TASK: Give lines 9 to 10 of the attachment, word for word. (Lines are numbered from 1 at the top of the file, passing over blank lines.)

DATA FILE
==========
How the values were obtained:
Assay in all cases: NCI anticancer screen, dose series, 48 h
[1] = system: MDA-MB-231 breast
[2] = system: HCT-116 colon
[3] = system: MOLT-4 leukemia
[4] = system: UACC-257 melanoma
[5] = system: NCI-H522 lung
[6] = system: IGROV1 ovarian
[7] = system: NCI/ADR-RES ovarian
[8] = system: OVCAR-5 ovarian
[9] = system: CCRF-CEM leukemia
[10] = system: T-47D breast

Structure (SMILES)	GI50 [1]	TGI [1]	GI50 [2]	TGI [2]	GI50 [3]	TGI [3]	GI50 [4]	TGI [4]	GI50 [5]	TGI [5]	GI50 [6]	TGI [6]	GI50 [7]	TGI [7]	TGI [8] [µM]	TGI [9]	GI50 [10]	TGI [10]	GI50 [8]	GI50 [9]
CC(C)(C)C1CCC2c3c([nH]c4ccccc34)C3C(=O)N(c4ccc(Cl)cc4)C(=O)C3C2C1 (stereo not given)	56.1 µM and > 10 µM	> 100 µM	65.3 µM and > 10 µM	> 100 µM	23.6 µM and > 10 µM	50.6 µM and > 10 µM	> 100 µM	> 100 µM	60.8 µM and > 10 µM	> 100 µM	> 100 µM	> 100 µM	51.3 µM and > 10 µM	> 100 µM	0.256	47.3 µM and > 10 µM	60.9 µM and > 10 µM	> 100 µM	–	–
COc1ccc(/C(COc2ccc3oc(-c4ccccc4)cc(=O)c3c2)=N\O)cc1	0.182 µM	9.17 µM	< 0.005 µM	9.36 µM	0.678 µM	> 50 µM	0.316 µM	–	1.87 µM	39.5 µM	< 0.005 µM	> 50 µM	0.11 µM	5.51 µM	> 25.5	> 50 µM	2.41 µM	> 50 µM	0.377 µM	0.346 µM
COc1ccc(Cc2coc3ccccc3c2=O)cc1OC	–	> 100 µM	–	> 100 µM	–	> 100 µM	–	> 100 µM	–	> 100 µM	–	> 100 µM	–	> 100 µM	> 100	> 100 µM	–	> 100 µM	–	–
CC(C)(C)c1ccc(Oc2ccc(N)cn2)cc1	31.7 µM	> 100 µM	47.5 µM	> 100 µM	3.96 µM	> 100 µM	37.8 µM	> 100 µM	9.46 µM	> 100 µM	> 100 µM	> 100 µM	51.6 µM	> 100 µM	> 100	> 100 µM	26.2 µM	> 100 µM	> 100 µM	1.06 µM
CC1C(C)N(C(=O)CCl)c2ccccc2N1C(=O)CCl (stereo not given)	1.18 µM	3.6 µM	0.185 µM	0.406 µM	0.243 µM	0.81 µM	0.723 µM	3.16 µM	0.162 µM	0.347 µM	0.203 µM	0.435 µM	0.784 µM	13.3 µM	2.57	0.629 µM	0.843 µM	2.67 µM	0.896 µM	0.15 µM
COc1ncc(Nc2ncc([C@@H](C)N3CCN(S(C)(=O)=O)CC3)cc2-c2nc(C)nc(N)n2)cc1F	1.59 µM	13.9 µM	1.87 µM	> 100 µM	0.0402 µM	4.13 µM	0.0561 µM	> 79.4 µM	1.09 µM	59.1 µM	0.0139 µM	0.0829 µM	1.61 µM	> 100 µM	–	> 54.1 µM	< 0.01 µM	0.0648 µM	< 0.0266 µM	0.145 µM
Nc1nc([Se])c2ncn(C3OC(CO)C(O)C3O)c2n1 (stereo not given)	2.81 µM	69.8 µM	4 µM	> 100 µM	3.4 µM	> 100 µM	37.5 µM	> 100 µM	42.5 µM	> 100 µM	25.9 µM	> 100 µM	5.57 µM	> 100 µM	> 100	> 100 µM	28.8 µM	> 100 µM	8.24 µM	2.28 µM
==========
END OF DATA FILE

[7] = system: NCI/ADR-RES ovarian
[8] = system: OVCAR-5 ovarian